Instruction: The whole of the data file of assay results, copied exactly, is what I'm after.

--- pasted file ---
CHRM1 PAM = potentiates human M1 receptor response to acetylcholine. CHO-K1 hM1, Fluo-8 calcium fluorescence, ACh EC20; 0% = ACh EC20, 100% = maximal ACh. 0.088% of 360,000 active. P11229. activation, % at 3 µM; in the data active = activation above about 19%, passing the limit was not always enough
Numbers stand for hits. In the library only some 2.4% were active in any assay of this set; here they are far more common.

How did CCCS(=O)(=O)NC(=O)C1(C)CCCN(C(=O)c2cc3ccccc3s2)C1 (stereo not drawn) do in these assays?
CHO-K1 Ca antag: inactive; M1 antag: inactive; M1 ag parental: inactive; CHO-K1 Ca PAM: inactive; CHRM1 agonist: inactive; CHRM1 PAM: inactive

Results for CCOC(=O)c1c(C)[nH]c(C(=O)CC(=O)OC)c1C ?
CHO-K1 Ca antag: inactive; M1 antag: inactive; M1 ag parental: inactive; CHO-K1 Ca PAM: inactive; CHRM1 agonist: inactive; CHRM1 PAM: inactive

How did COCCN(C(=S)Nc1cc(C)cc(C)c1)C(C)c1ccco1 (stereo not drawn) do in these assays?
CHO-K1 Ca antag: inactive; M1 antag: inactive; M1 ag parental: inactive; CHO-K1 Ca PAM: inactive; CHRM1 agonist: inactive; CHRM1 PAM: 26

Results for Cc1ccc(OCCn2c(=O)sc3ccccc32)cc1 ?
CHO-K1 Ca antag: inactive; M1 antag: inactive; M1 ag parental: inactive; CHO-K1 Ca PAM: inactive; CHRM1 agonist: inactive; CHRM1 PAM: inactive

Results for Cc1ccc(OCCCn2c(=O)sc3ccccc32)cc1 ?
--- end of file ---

CHRM1 PAM = potentiates human M1 receptor response to acetylcholine. CHO-K1 hM1, Fluo-8 calcium fluorescence, ACh EC20; 0% = ACh EC20, 100% = maximal ACh. 0.088% of 360,000 active. P11229. activation, % at 3 µM; in the data active = activation above about 19%, passing the limit was not always enough
Numbers stand for hits. In the library only some 2.4% were active in any assay of this set; here they are far more common.

How did CCCS(=O)(=O)NC(=O)C1(C)CCCN(C(=O)c2cc3ccccc3s2)C1 (stereo not drawn) do in these assays?
CHO-K1 Ca antag: inactive; M1 antag: inactive; M1 ag parental: inactive; CHO-K1 Ca PAM: inactive; CHRM1 agonist: inactive; CHRM1 PAM: inactive

Results for CCOC(=O)c1c(C)[nH]c(C(=O)CC(=O)OC)c1C ?
CHO-K1 Ca antag: inactive; M1 antag: inactive; M1 ag parental: inactive; CHO-K1 Ca PAM: inactive; CHRM1 agonist: inactive; CHRM1 PAM: inactive

How did COCCN(C(=S)Nc1cc(C)cc(C)c1)C(C)c1ccco1 (stereo not drawn) do in these assays?
CHO-K1 Ca antag: inactive; M1 antag: inactive; M1 ag parental: inactive; CHO-K1 Ca PAM: inactive; CHRM1 agonist: inactive; CHRM1 PAM: 26

Results for Cc1ccc(OCCn2c(=O)sc3ccccc32)cc1 ?
CHO-K1 Ca antag: inactive; M1 antag: inactive; M1 ag parental: inactive; CHO-K1 Ca PAM: inactive; CHRM1 agonist: inactive; CHRM1 PAM: inactive

Results for Cc1ccc(OCCCn2c(=O)sc3ccccc32)cc1 ?